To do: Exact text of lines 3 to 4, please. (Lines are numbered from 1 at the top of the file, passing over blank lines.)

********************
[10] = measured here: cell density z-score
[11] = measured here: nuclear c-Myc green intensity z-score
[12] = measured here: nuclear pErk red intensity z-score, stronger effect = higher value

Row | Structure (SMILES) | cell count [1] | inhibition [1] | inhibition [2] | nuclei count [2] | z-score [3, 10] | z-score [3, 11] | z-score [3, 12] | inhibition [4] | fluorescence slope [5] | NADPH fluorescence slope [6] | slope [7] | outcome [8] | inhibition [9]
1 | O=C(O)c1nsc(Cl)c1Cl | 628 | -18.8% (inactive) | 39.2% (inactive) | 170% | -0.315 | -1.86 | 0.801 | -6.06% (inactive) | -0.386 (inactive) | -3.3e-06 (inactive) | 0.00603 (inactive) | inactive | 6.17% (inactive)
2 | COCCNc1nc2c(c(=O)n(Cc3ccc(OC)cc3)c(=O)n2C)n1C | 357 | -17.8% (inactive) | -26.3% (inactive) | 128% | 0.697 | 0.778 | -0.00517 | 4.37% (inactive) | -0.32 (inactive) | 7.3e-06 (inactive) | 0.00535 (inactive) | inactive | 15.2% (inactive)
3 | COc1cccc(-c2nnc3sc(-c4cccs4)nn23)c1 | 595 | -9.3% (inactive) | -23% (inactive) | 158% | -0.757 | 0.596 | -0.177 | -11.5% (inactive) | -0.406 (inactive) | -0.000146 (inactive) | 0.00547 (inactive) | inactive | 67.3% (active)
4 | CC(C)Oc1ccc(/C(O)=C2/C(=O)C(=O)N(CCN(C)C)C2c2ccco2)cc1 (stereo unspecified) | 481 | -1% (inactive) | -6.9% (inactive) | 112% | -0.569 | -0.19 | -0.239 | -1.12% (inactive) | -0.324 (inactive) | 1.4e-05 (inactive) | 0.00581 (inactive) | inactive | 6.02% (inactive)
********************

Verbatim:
[12] = measured here: nuclear pErk red intensity z-score, stronger effect = higher value

Row | Structure (SMILES) | cell count [1] | inhibition [1] | inhibition [2] | nuclei count [2] | z-score [3, 10] | z-score [3, 11] | z-score [3, 12] | inhibition [4] | fluorescence slope [5] | NADPH fluorescence slope [6] | slope [7] | outcome [8] | inhibition [9]